September 14, 2018

Technology in the field: What’s new and who has adapted?

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Photo via: Darrin Schmidt through the 2018 #BredtoWin contest

What are you reading this article on right now? Are you scrolling through your smartphone while on the combine, or sitting in front of a desktop at home? Like our day-to-day technology, updates around the farm are ever-changing. But getting on board with new technology is different for everyone — especially if you’ve been in the business for a while.

In part one in our series on technology, we get the lowdown on the types of technology making waves in the industry and who has started to adopt it.

Only a generation ago, wheat farming was an entirely different affair. “My grandpa used to seed a bushel and a peck per acre,” said Rob Eggert, who grows wheat in northwest Minnesota.  Now, Rob plants based on seed count, adjusting by variety and conditions to optimize yield performance. Rob has grown wheat his whole life, carrying on the family tradition that his grandfather passed down to his own father. Even with only a generation between Rob and his grandparents, he says the advancements that have been made in farming are staggering: “It blows their minds,” said Rob.

Modern efficiencies have indeed changed the face of the wheat industry. We may take for granted that our combines are able to tackle acre upon acre, clearing a field in a day. According to Rob, that same amount of work would have taken his grandfather the entire fall. “My grandpa, when he started, was running one bundler and a threshing machine. And now we're taking 40 feet straight through a combine,” said Rob.  

These high-powered equipment updates brought along the capability for farmers to customize practices based on their acres. Rather than planting and harvesting seed the same way year after year that was typical of Rob’s grandfather, modern advancements allow farmers to seed based on seed count and adjust by the acre in order to optimize yield performance. These seemingly small updates make a powerful impact.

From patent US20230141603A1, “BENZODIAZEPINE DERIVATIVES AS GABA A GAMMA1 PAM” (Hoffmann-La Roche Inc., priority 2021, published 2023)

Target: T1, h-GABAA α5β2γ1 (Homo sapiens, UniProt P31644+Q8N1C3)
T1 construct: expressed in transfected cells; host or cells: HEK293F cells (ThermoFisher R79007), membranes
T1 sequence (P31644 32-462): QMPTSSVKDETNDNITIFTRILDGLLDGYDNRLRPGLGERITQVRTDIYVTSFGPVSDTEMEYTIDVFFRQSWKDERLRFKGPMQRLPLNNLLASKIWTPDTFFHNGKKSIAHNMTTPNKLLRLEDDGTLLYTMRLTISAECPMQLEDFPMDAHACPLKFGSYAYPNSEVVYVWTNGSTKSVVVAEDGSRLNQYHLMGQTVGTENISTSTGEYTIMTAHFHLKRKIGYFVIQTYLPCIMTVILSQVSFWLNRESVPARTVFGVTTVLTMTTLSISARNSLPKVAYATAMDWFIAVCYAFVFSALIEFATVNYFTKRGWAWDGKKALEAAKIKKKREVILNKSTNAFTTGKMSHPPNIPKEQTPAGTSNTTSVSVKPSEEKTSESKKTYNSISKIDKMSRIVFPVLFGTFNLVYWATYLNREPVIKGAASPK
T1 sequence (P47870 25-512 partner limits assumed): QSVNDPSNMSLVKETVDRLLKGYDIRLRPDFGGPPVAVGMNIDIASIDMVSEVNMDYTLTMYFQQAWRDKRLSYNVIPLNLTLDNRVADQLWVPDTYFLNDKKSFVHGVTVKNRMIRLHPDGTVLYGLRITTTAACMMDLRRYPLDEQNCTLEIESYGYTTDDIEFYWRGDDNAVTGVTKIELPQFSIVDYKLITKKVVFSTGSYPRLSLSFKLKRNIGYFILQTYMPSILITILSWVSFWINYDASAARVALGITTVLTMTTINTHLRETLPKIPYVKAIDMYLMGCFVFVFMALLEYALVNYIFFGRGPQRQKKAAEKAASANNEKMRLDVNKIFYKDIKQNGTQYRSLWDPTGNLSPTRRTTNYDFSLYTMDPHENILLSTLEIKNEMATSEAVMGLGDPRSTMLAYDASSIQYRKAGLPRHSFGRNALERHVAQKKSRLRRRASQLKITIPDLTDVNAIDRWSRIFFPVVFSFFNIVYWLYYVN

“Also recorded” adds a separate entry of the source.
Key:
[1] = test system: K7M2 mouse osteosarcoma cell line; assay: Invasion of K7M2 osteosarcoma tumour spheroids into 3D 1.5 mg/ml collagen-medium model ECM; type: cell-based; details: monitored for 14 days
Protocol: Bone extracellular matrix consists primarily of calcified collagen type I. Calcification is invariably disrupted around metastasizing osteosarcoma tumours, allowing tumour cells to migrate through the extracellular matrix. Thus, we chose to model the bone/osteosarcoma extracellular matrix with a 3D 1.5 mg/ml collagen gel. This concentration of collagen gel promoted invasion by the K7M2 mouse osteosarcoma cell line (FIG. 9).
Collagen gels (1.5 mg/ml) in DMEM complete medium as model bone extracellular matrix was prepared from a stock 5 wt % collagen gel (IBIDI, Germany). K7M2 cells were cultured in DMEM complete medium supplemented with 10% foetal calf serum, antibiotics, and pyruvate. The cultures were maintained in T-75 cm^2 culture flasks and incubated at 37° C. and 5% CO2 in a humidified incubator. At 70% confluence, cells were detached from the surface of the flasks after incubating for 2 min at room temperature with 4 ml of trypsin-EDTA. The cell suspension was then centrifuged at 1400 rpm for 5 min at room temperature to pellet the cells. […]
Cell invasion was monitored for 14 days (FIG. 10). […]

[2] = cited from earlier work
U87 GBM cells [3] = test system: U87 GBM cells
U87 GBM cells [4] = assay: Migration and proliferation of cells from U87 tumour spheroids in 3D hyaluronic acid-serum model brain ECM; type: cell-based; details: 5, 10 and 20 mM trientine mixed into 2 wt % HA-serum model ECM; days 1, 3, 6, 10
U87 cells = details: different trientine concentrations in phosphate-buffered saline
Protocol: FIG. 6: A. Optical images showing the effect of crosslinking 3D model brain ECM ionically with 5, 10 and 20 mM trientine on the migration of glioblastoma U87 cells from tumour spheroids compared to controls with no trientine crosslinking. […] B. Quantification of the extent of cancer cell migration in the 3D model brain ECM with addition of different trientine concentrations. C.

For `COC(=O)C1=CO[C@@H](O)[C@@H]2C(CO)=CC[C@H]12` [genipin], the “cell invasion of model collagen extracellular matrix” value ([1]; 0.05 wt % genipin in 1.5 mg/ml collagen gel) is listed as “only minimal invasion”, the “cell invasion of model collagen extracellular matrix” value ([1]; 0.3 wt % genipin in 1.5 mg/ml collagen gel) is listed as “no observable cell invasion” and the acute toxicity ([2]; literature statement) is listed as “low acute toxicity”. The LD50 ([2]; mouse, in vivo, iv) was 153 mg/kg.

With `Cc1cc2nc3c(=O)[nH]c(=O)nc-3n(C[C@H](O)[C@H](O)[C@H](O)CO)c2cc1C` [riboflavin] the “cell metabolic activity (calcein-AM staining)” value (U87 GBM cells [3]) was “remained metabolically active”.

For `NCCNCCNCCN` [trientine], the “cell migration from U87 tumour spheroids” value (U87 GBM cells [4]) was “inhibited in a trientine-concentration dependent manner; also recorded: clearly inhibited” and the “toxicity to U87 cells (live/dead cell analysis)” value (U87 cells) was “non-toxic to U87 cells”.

Even more impactful than these added mechanical efficiencies, and certainly appearing more futuristic to an older generation, are the technological tools that have developed. Digital agriculture is making waves and allowing farmers to collect, store and analyze field data at the tips of their fingers.  

According to Ryan Weber, WestBred® wheat regional commercial manager, new digital technology is an exciting advancement for growers. Ryan says he’s just now seeing farmers start to incorporate Climate FieldView™ platform onto their operations. “Growers are experiencing the technology and seed, and they're also able to understand what technology is doing for their farm,” said Ryan. “Being able to quantify what their farm is doing based on data is starting to pick up and it’s exciting to see.”

Rob says this digital technology is helping on his operation as well. While the technology of his grandparents’ days lended itself to viewing the operation as a whole, current technology allows Rob to tackle his farm on an acre-by-acre basis. Rob has occasionally incorporated drones and uses satellite imagery to help him track each acre. “Crop monitoring is big; between satellites and yield health imagery, you can really watch how your crop progresses,” said Rob. Finally, Rob says the technological evolution of the seed allows him to customize varieties to the exact needs of his operation. “Instead of just buying one thing and planting it across the farm, you now can really hone in on what that one variety can do for you and put it on the acre where it's going to perform best,” said Rob.

As with any new advancements, there are bound to be those hesitant to change. It’s is a tough decision: Do you stick with the way things have always been done or do you try something new? Rob says he sees this battle between old and new ways in his retail business. “We deal with a lot of fathers and sons, and the new generation is fully easing in on the advancements that come on the farm,” said Rob. It makes sense. Just think about teaching your own parents how to use the latest technology. Now think about convincing your parents they can’t live without said technology. Ryan says he notices the same trend in his region. “I think it's typical generation gap,” said Ryan. “It's different and it's going to take time to accept it. It’s a learning curve.”

It’s easy to see how these new technologies available now can be overwhelming. Rapid advancements from one generation to the next may increase productivity and profitability, but only if you’re willing to submit that learning curve. There’s something to the phrase, “If it isn’t broken, don’t fix it,” but there’s also something to the mind-blowing nature of the technology that now drives the wheat industry.

How are you adopting new technologies onto your wheat acres? Do you prefer to stick to what’s always worked or are you the first to jump at a new innovation? Let us know on Facebook or Twitter, or drop us an email at the.tiller@westbred.com, and check back next month as we continue our series on technology in the field.

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